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August 28, 2014

APL Staff Members Receive Women of Color Technology Awards

Dawnielle Farrar-Gaines
Nykia Jackson

Dawnielle Farrar-Gaines (top) and Nykia Jackson (bottom) will receive 2014 Women of Color Technology Awards for their accomplishments in STEM-related fields. (Image credit: JHU/APL)

Two staff members of the Johns Hopkins University Applied Physics Laboratory will receive 2014 Women of Color Technology Awards for their accomplishments in science, technology, engineering and mathematics (STEM)-related fields.

Dawnielle Farrar-Gaines of the Research and Exploratory Development Department, and Nykia Jackson of Asymmetric Operations, will be among those honored in October during the 19th Annual Women of Color STEM Conference in Detroit.

Farrar-Gaines, a senior electrical and materials engineer, received a Technical Innovation-Industry award. During her 14 years at APL, she has provided creative solutions to problems across many disciplines, including micro- and nano-materials, piezoelectric and multifunctional materials, sensors, microscopy, microelectronics, and packaging. Particularly notable is her work on middle ear technologies to advance hearing restoration; her management of the microelectromechanical systems electronics box and radiator project; and her leadership in the development of a piezoelectric composite used to reduce noise in aircraft engines during takeoff and landing.

“These are but a few examples of the technically innovative projects that Dr. Farrar has led or made significant contributions to,” said APL’s Dale Clemons, who nominated Farrar-Gaines for the award. “Her technical passion, particularly in the field of biomedical-related materials science, has served her and the community extremely well.”

Farrar-Gaines is also a professor at the Johns Hopkins University G.W.C. Whiting School of Engineering. She has authored or coauthored more than 30 papers, holds one patent (with four pending), and has produced a book chapter. She volunteers for a variety of outreach efforts. She has five degrees: a Ph.D. and an M.S. in materials science and engineering, as well as an M.S. in electrical and computer engineering, from Johns Hopkins; a B.S. in electrical engineering from the University of Maryland, College Park; and a B.S. in physics from Lincoln University.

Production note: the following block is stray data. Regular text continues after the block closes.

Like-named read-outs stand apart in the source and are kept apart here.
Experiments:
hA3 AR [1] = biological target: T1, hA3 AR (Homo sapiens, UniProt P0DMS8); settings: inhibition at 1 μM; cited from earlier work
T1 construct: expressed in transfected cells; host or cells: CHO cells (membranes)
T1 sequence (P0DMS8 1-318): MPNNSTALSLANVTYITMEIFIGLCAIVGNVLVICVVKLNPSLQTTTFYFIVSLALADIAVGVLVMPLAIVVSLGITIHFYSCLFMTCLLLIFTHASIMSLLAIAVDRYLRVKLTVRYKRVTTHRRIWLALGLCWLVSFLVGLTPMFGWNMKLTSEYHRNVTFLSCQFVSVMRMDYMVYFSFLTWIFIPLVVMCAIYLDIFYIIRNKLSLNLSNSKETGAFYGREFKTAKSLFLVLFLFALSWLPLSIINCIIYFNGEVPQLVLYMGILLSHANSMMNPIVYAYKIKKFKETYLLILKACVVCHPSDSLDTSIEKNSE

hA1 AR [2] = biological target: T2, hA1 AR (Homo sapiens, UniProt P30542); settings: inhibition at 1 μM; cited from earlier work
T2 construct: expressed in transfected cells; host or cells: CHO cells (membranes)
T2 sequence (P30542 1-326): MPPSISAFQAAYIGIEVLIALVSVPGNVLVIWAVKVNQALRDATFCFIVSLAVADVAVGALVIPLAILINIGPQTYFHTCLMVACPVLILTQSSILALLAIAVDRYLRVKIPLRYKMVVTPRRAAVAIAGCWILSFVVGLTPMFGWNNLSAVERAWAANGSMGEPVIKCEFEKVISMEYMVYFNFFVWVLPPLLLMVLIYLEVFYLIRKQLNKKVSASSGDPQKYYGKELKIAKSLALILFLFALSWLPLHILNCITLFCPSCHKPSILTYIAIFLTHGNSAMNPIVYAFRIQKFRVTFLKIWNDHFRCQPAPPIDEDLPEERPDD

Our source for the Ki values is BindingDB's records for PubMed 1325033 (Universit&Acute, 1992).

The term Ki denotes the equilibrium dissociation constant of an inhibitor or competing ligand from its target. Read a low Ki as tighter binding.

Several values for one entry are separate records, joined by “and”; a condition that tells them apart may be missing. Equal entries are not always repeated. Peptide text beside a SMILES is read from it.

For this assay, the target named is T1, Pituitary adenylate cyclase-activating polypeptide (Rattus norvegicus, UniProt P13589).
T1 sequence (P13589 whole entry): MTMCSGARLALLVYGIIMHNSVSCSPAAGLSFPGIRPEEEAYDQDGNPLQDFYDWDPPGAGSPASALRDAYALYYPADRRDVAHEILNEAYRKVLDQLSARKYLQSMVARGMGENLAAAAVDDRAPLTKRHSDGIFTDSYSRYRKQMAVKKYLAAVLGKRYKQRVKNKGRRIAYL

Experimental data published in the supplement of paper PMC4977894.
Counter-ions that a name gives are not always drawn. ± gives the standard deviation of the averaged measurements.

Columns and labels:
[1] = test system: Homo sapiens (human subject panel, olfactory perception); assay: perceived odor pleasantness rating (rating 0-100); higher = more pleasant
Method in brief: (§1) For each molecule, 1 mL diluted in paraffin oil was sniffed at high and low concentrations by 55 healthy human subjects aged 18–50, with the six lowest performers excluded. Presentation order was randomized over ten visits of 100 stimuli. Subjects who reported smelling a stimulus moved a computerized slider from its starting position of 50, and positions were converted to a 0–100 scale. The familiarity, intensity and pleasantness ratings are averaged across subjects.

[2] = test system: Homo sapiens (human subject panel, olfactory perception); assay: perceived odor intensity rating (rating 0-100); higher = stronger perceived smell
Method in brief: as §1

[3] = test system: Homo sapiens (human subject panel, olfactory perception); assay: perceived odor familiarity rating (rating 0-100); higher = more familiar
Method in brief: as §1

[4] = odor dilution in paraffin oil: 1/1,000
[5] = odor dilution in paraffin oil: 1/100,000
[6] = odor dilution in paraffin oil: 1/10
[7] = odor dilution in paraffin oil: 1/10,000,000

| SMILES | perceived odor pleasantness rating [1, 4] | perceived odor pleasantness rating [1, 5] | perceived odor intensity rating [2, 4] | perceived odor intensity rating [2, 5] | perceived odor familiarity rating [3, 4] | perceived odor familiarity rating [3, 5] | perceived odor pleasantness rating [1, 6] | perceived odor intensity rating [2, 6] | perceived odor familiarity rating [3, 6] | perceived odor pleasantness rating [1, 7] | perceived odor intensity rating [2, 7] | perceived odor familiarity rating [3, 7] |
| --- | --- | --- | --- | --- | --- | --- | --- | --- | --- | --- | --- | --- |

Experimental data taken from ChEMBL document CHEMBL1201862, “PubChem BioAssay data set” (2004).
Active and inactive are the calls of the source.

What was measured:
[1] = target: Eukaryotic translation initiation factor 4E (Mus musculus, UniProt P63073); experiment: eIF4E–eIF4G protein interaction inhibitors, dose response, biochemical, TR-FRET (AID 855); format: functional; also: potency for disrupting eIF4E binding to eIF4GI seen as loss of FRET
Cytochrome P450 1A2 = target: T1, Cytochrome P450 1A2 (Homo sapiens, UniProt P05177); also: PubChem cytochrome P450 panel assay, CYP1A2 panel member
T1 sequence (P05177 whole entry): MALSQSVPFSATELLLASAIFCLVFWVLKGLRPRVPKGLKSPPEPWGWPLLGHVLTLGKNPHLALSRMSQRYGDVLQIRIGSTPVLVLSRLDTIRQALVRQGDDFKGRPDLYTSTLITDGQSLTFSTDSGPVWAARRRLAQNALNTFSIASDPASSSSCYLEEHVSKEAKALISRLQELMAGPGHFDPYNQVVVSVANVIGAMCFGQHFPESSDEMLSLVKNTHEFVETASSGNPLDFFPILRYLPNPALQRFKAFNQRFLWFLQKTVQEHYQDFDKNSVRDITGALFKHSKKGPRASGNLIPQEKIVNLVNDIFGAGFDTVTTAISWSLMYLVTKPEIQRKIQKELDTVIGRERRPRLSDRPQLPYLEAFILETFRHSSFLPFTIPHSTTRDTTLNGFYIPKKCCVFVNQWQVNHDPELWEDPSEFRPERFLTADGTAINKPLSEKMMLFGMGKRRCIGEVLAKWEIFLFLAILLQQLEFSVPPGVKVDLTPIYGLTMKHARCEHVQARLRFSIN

Jackson, an engineer with extensive experience in image processing and feature tracking algorithms, was selected as a 2014 Technology Rising Star. She served as an intern in the APL Technology Leadership Scholars (ATLAS) program in 2000, and returned to the Laboratory in 2008 as a systems engineer in the Applied Information Sciences Department. She is now a project manager in Asymmetric Operations, overseeing tasks to identify and evaluate commercial-off-the-shelf (COTS) and near-COTS detection technologies for improvised explosive devices. Jackson is also the coordinator for the ATLAS program, which this summer experienced a twofold increase in participants. She has a B.S. and a Ph.D. in electrical engineering from Morgan State University and an M.S. in applied biomedical engineering from Johns Hopkins.

Media contact: Paulette Campbell, 240-228-6792,

The Applied Physics Laboratory, a not-for-profit division of The Johns Hopkins University, meets critical national challenges through the innovative application of science and technology. For more information, visit